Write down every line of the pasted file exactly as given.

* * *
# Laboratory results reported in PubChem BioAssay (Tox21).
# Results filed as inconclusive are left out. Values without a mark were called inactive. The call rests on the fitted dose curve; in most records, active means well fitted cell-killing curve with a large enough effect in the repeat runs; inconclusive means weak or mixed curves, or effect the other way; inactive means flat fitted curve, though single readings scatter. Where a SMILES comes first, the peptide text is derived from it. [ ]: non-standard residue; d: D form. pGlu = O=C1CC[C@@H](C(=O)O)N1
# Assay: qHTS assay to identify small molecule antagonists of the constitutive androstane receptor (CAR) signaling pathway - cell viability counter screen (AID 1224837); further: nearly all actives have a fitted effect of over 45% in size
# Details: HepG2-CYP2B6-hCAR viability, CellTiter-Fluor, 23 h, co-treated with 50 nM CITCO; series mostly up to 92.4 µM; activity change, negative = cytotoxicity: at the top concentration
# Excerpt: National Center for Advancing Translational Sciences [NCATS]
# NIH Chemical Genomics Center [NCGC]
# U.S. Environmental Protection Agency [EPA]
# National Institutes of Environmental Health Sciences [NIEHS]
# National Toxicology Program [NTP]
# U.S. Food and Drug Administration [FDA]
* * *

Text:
# Laboratory results reported in PubChem BioAssay (Tox21).
# Results filed as inconclusive are left out. Values without a mark were called inactive. The call rests on the fitted dose curve; in most records, active means well fitted cell-killing curve with a large enough effect in the repeat runs; inconclusive means weak or mixed curves, or effect the other way; inactive means flat fitted curve, though single readings scatter. Where a SMILES comes first, the peptide text is derived from it. [ ]: non-standard residue; d: D form. pGlu = O=C1CC[C@@H](C(=O)O)N1
# Assay: qHTS assay to identify small molecule antagonists of the constitutive androstane receptor (CAR) signaling pathway - cell viability counter screen (AID 1224837); further: nearly all actives have a fitted effect of over 45% in size
# Details: HepG2-CYP2B6-hCAR viability, CellTiter-Fluor, 23 h, co-treated with 50 nM CITCO; series mostly up to 92.4 µM; activity change, negative = cytotoxicity: at the top concentration
# Excerpt: National Center for Advancing Translational Sciences [NCATS]
# NIH Chemical Genomics Center [NCGC]
# U.S. Environmental Protection Agency [EPA]
# National Institutes of Environmental Health Sciences [NIEHS]
# National Toxicology Program [NTP]
# U.S. Food and Drug Administration [FDA]